In the run up to the EC’s new energy plan renewables lobbyists opposed the idea of a mandatory EU- wide Trade Mechanism with ‘green certificates’ for renewable electricity, since they said it could endanger national suppport mechanisms like REFIT. See Groups. They warned that objectors could take it to the Euro Court of Justice, as Germany did in 2000 to defend its Feed-In-Tariff. But in the event the EC backed a voluntary scheme just for any excess credits.
German Coal Crisis
The German newspaper Der Spiegel has noted that ‘German energy policy is caught on the horns of a dilemma. Chancellor Merkel does not want to scuttle the negotiated elimination of nuclear energy. But at the same time, she insisted during an energy summit in early July that Germany must reduce its CO2 output by 40% by 2020.’
It reports industry views that phasing out nuclear will require the substitution of 20GW of electricity production, and that an additional 20GW will be needed as obsolete coal, gas or oil-burning power plants go offline. And it adds ‘Unable to rely on nuclear energy and skeptical of the potential capacity of alternative energy sources, they have chosen instead to go retro. From cities like Stade in northern Germany to Karlsruhe in the south, power companies want to both build 30 new coal-burning power plants and modernize several older plants, even though brown and black coal are the worst energy sources in terms of pollutants, accounting for about 40% of CO2.’
It notes that ‘communities throughout Germany are already demonstrating how resistance to coal-burning power plants could form a new social movement akin to that against nuclear power’ and also that the great hope of the coal lobby, Carbon Capture & Storage, ‘is not just expensive- it won’t be ready for mass-production until 2020 at the earliest’.
More on the problems of CCS in the Features in Renew 173.
For the full article see: www.spiegel.de/international/germany/0,1518,496691,00.htm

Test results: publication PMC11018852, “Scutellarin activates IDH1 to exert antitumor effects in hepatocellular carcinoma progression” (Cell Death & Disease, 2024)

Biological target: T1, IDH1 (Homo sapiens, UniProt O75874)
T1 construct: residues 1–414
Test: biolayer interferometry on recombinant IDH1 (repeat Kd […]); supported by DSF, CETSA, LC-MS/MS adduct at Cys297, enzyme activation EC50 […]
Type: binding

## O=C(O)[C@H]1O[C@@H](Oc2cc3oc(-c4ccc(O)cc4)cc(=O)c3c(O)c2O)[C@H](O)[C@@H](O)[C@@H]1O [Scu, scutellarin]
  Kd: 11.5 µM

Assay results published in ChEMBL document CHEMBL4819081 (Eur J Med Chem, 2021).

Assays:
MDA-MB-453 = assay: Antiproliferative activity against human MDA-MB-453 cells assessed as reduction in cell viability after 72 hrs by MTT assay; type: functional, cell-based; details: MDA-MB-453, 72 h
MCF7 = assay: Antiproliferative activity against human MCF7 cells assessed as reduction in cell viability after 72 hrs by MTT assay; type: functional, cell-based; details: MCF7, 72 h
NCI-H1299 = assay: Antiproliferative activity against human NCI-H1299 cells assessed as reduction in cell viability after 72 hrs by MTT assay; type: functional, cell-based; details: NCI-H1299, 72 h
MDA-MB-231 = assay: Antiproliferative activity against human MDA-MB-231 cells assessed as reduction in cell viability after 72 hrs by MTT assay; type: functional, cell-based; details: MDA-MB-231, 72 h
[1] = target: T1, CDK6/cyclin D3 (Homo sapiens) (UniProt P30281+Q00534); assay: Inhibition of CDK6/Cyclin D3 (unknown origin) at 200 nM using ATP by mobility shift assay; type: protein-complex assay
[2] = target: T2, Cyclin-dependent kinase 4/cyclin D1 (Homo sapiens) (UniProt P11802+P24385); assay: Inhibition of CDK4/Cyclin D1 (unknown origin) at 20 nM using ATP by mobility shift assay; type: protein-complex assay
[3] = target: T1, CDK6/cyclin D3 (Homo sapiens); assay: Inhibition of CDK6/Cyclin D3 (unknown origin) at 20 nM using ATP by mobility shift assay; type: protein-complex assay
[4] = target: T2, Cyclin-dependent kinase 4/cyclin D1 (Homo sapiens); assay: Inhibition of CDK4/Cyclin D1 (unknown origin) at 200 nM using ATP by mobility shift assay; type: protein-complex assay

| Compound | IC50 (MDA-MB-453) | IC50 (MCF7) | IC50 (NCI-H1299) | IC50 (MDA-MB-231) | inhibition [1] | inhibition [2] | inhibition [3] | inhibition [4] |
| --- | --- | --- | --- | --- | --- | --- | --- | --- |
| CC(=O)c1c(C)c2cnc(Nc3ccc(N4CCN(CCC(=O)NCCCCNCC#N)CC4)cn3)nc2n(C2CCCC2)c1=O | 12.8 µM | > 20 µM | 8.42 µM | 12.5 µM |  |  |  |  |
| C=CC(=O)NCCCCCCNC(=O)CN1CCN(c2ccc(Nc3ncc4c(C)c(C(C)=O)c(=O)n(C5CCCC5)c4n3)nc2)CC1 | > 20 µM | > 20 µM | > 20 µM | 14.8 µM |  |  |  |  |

German Green Heat law
There has been talk of a nation wide renewable heat Feed-in-Tariff in Germany. And the first regional heating law for renewable energy has actually now emerged in Baden-Württemberg. From 1st April 2008, new buildings in Baden-Württemberg must obtain 20% of their heating requirements from renewable sources. In its draft of an appropriate law, the government of Baden-Württemberg is the first federal state to call for the use of solar, bio or environmental heating systems for use in water heating and space heating.
France goes Greener
French President Nicholas Sarkozy has promised a range of new green policies including new high speed train lines, more rail freight, a lorry tax and a programme of home insulation to help cut domestic energy use by 40% by 2020. He also pledged €1bn over four years for research into clean engine and fuel technology and also to increase the share of electricity from renewable and clean sources to more than 20% by 2020 and to match spending on renewables with that on nuclear technology. The Financial Times commented: ‘With 77% of its electricity generated by nuclear plants, France is on course to beat its Kyoto target of cutting greenhouse gas emissions to 1990 levels by 2012. But emissions from road transport are rising fast and the government said earlier this year that it would struggle to meet its longer-term target of cutting carbon dioxide emissions by 30% by 2030.’ Source: FT
The EC seems to have backed off the ‘10% by 2020’ EU biofuel target - it says sustainability is more important.